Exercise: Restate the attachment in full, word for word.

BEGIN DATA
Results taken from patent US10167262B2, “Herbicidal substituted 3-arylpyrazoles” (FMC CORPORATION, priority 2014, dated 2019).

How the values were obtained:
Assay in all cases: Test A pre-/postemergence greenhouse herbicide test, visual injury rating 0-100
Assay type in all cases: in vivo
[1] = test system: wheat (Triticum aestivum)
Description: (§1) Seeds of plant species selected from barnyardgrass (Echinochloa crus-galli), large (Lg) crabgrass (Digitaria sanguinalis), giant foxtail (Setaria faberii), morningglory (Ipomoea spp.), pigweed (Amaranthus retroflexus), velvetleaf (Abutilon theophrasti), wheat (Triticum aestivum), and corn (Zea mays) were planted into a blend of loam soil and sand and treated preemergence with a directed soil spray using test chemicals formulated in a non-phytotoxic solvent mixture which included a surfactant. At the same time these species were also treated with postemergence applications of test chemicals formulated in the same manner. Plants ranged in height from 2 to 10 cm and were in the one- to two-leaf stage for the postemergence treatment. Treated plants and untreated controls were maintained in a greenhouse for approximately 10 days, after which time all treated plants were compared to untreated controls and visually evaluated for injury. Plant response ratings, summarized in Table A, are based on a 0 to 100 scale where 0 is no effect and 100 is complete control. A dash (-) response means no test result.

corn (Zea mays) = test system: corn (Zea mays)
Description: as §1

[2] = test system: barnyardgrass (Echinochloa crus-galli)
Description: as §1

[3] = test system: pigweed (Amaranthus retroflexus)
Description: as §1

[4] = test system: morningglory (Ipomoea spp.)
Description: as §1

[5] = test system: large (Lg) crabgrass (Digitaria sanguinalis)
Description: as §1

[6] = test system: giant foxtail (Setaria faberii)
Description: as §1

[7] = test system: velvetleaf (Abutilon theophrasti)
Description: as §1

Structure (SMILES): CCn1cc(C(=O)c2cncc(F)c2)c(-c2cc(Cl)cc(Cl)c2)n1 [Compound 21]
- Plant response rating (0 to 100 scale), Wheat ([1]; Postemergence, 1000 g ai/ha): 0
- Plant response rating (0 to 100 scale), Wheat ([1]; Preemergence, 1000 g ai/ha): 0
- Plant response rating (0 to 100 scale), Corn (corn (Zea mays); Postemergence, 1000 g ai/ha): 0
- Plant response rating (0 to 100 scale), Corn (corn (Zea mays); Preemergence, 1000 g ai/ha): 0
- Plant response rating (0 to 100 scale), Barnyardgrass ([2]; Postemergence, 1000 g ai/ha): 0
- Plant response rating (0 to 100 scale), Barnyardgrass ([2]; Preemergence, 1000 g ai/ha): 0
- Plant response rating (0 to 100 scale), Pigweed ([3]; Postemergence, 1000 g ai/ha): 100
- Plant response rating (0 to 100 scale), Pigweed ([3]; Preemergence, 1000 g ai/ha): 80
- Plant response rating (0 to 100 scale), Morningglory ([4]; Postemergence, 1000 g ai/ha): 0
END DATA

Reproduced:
Results taken from patent US10167262B2, “Herbicidal substituted 3-arylpyrazoles” (FMC CORPORATION, priority 2014, dated 2019).

How the values were obtained:
Assay in all cases: Test A pre-/postemergence greenhouse herbicide test, visual injury rating 0-100
Assay type in all cases: in vivo
[1] = test system: wheat (Triticum aestivum)
Description: (§1) Seeds of plant species selected from barnyardgrass (Echinochloa crus-galli), large (Lg) crabgrass (Digitaria sanguinalis), giant foxtail (Setaria faberii), morningglory (Ipomoea spp.), pigweed (Amaranthus retroflexus), velvetleaf (Abutilon theophrasti), wheat (Triticum aestivum), and corn (Zea mays) were planted into a blend of loam soil and sand and treated preemergence with a directed soil spray using test chemicals formulated in a non-phytotoxic solvent mixture which included a surfactant. At the same time these species were also treated with postemergence applications of test chemicals formulated in the same manner. Plants ranged in height from 2 to 10 cm and were in the one- to two-leaf stage for the postemergence treatment. Treated plants and untreated controls were maintained in a greenhouse for approximately 10 days, after which time all treated plants were compared to untreated controls and visually evaluated for injury. Plant response ratings, summarized in Table A, are based on a 0 to 100 scale where 0 is no effect and 100 is complete control. A dash (-) response means no test result.

corn (Zea mays) = test system: corn (Zea mays)
Description: as §1

[2] = test system: barnyardgrass (Echinochloa crus-galli)
Description: as §1

[3] = test system: pigweed (Amaranthus retroflexus)
Description: as §1

[4] = test system: morningglory (Ipomoea spp.)
Description: as §1

[5] = test system: large (Lg) crabgrass (Digitaria sanguinalis)
Description: as §1

[6] = test system: giant foxtail (Setaria faberii)
Description: as §1

[7] = test system: velvetleaf (Abutilon theophrasti)
Description: as §1

Structure (SMILES): CCn1cc(C(=O)c2cncc(F)c2)c(-c2cc(Cl)cc(Cl)c2)n1 [Compound 21]
- Plant response rating (0 to 100 scale), Wheat ([1]; Postemergence, 1000 g ai/ha): 0
- Plant response rating (0 to 100 scale), Wheat ([1]; Preemergence, 1000 g ai/ha): 0
- Plant response rating (0 to 100 scale), Corn (corn (Zea mays); Postemergence, 1000 g ai/ha): 0
- Plant response rating (0 to 100 scale), Corn (corn (Zea mays); Preemergence, 1000 g ai/ha): 0
- Plant response rating (0 to 100 scale), Barnyardgrass ([2]; Postemergence, 1000 g ai/ha): 0
- Plant response rating (0 to 100 scale), Barnyardgrass ([2]; Preemergence, 1000 g ai/ha): 0
- Plant response rating (0 to 100 scale), Pigweed ([3]; Postemergence, 1000 g ai/ha): 100
- Plant response rating (0 to 100 scale), Pigweed ([3]; Preemergence, 1000 g ai/ha): 80
- Plant response rating (0 to 100 scale), Morningglory ([4]; Postemergence, 1000 g ai/ha): 0